Walter Reed National Military Medical Center Rockville, MD, United States
Jared S. Magee, DO, MPH1, Rachel U. Lee, MD, MBA2 1Walter Reed National Military Medical Center, Rockville, MD; 2Walter Reed National Military Medical Center, Bethesda, MD
Introduction: Celiac disease (CD) is an increasingly common disease that affects approximately 1% of the global population and 1-2% of Americans. Recent population based data suggests an increase in the prevalence over the last several decades. Given this is a diagnosis that can preclude induction to the military and deployment to austere environments, we conducted a study to better define the epidemiology of celiac disease in the US military population
Methods: Data were collected from the Defense Medical Surveillance System (DMSS) with a surveillance period of January 1, 2000, through December 31, 2017. The population included active component military service members of the US Army, Navy, Air Force, and Marine Corps who served during the period. An individual was counted as a case if they had at least 1 outpatient encounter with a qualifying International Classification of Diseases (ICD), Ninth and Tenth Revision code in any diagnostic position. Diagnoses from all military treatment facility clinics and gastroenterology (GI) specialty clinics only were included in this analysis to increase the specificity a celiac disease diagnosis.
Results: A total of 3138 cases (888 within GI clinics) of CD were identified over the surveillance period. The annual incidence rates increased from 3.0 (1.5 within GI clinics) per 100,000 person-years in 2000 to 21.4 (6.5 within GI clinics) per 100,000 person-years in 2017. The prevalence rate increasing from 7.0 per 100,000 service members (3.3 within GI clinics) in 2000 to 87.9 per 100,000 service members (24.7 within GI clinics) in 2017. Prevalence was highest in women (181.8 vs 70.0 per 100,000 service members), age 46 and above (315.5 vs average of 121.1 per 100,000 service members) and white-non Hispanic (112.4 vs average of 57.1 per 100,000 service members).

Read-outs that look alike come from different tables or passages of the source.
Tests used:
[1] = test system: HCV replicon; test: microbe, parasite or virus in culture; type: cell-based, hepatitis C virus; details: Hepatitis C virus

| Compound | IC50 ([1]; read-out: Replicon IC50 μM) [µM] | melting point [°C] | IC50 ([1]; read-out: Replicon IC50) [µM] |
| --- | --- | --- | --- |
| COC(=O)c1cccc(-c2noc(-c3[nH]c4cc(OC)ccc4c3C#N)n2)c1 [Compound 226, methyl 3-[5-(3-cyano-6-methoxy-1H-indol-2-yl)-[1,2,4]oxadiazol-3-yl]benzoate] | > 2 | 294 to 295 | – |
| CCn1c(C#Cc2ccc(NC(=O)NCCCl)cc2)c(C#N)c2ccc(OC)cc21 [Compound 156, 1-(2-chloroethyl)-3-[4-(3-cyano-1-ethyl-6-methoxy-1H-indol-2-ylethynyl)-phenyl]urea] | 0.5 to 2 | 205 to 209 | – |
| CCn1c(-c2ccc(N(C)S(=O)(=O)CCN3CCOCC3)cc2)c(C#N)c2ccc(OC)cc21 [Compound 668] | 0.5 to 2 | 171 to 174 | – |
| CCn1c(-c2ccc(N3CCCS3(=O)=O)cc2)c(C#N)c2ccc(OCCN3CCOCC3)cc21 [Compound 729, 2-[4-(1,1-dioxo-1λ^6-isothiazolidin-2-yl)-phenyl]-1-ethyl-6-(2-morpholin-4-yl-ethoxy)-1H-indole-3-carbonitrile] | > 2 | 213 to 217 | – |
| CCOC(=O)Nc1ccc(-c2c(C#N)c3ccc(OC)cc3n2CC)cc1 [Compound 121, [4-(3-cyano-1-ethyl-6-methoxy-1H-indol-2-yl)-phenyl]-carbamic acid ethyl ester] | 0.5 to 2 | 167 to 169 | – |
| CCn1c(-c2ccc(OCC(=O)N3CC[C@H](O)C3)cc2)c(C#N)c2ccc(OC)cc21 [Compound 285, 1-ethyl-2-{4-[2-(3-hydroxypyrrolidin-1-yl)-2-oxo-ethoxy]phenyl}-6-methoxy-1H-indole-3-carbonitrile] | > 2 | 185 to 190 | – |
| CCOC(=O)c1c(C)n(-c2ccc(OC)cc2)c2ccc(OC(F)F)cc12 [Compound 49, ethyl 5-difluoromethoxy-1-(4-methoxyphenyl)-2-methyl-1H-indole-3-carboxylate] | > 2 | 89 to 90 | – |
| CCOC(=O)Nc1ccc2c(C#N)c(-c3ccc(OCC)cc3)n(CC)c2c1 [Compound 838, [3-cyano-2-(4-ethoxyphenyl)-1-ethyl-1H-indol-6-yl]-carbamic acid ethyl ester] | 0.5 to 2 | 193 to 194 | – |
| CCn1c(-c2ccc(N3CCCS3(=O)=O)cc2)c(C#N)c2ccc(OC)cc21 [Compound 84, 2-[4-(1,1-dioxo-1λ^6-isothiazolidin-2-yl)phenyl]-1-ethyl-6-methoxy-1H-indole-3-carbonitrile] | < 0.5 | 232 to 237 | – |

Discussion: In a retrospective review of the DMSS over 18 years, the incidence and prevalence of CD within the US military is increasing; this may impact operational readiness and health and wellness of our military members. The incidence and prevalence varies with gender, age, and ethnicity. There is a need for further studies examining the military specific aspects of care for members with CD.
Disclosures: Jared Magee indicated no relevant financial relationships. Rachel Lee indicated no relevant financial relationships.
Jared S. Magee, DO, MPH1, Rachel U. Lee, MD, MBA2. P3017 - Celiac Disease on the Rise in the U.S. Military Population: Epidemiology and Impact on Operational Readiness, ACG 2021 Annual Scientific Meeting Abstracts. Las Vegas, Nevada: American College of Gastroenterology.